Lena Inken Schaefer - Stabsichelbogen / February 25 - April 5, 2014
Opening: 22.02.2014, 6-9 pm
This solo exhibition by Lena Inken Schaefer has evolved from a process of diversion and reunification, whose starting point is a banknote from the german period of inflation in 1923, the same that was already used for the "5.000-50.000" work as a template of the endless series of drawings. However, in "Stabsichelbogen" (Rodsicklearc) the process starts with a minimal gesture, where the same 50.000 Mark banknote turns around and some patterns are cut out, enlarged and finally reproduced by the artist, who paints them onto cotton paper. The outcome of this, is the drawing "50000", which transversely extends through the two chambers of the Krome Gallery, as if it was a dissecting or offering table. The contemplative and symmetrical images, which became extended by pressing in a pane of glass, are composed of forms such as rods, sickles, arcs, circles and drops. The original pattern of the banknote was increased from a few centimeters to a length of six meters, as if, during an archaeological investigation, someone was inspecting traces of a past time under the microscope. The same individual shapes that make up the ornament are the basis of two other works in the exhibition.
The video "Stabsichelbogen" shows a mobile that has arisen precisely from these individual forms, which slowly rotates the shadowless silhouettes around its own axis and around each other.
This results in new connections, even if only for a brief moment.
It is as if the characters have been hit a few times by a gust of wind, but it is not clear where this wind comes from. Probably by an external movement, perhaps some person from outside passes through the frame of this mobile and, as a result, the movements of the individual elements are minimally accelerated. This kind of slowness - in the drawing, as well as in the video - looks like an attempt to mitigate the pictures, which were otherwise being associated with pictures of the period of inflation, for example the rapidly spitting printing machine. After the money was devalued by inflation it is now placed in a new context.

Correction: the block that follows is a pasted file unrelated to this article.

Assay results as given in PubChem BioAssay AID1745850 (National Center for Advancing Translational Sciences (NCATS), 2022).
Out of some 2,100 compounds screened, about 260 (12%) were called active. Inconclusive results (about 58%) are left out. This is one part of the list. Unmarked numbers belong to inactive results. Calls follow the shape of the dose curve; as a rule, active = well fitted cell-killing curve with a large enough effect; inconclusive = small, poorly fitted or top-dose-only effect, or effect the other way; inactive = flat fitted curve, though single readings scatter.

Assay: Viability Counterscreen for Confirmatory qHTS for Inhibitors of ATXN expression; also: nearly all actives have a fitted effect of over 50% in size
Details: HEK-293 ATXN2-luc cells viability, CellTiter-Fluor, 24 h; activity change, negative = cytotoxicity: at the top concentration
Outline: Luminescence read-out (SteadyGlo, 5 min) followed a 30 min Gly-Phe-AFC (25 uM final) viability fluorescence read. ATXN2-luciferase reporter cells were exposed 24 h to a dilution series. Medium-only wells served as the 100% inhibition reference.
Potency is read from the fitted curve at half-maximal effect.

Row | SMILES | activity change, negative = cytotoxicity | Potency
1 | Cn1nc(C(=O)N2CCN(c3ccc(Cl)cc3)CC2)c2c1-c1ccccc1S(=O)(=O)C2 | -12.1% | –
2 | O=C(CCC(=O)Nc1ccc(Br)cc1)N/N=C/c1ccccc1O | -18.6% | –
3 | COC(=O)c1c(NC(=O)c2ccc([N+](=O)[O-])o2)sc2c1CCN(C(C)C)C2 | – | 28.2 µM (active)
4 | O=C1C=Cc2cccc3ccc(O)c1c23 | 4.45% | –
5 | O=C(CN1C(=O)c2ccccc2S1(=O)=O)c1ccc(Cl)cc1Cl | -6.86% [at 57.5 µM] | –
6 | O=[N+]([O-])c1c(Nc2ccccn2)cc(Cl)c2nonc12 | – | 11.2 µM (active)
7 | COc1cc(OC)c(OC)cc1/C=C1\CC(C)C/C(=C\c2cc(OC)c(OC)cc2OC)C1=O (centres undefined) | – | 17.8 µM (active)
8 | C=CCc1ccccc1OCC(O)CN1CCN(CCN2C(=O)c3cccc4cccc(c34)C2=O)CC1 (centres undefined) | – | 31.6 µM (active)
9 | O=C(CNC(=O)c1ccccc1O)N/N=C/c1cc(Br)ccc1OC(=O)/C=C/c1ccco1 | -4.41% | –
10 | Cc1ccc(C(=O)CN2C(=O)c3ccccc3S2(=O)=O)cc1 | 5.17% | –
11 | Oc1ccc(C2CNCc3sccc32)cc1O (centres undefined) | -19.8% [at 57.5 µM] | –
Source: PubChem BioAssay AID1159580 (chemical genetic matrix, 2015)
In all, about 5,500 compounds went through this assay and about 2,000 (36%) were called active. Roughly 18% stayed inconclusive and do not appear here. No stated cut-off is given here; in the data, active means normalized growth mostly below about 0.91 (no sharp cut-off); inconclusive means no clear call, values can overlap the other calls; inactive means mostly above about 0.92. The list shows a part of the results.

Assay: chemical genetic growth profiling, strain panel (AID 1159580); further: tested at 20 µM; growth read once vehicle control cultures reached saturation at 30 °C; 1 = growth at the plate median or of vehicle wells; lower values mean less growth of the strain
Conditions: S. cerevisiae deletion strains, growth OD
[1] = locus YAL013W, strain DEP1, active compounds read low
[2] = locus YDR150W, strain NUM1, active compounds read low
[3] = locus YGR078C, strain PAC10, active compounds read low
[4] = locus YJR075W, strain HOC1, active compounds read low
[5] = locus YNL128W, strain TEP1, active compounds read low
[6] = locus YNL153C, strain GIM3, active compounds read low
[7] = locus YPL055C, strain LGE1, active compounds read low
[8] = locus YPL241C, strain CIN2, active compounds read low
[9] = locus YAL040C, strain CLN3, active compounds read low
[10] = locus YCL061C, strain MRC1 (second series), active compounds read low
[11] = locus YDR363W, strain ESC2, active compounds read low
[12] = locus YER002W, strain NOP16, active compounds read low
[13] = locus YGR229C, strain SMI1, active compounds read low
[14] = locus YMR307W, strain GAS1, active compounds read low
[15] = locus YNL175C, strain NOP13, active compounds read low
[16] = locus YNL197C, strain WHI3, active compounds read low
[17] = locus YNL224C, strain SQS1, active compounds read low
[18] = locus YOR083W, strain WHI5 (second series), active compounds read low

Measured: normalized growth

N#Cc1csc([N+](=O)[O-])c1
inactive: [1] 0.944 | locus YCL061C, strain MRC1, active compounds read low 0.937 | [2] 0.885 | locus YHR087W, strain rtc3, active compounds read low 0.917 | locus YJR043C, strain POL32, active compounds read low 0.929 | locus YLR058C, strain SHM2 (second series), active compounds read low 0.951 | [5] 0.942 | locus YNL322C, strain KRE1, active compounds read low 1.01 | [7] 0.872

At the back of the exhibition is the work "Erdkarussell", which consists of a slide projection with a series of 66 drawings, where seeds, flowers, thickets, tools, antlers or horns, bones, rain or blood, shells, eggs, houses, bodies or waves are shown.
Lena Inken Schaefer let these 33 individual mobile figures be cut out from steel in two different sizes, in order to use them as a character template. These are the basis for the free association drawings about the culture, history and the origins of money. They are displayed in the exhibition as a photographic slideshow.
The individual slides are volatilely changing and standing in contrast to the static presentation of the large drawing in the center of the room. The illustrations remain open on all sides to complete and to continue – there seems to be an equally close focus on the cultural history, e.g. the starting material (the banknote) itself, as well. It remains unclear if it explicitly matters what it is made for and how these are then related in time; whether it is a period of several hundred years or only a few minutes. While the starting material has a specific historical reference, the trace is lost here between the fern, eggs and rain.
An enlarged plaster model of a conventional chewing gum is lying on the reception desk of the gallery. It is entitled "strong, professional, extra" - it’s the slogan of the chewing gum brand Wrigley's, but in a different order. Lena Inken Schaefer sees the title as a similar kind of exaggeration and potentiation in writing, as it is also used in paper money. Furthermore, chewing gum (like paper tissues) is probably one of the most passed on and given away items.
water color on cotton paper
ca. 600 cm x 60 cm
ca 16" loop
strong, professional, extra
plaster, watercolor, foam
ca 24 cm x 11 cm x 7 cm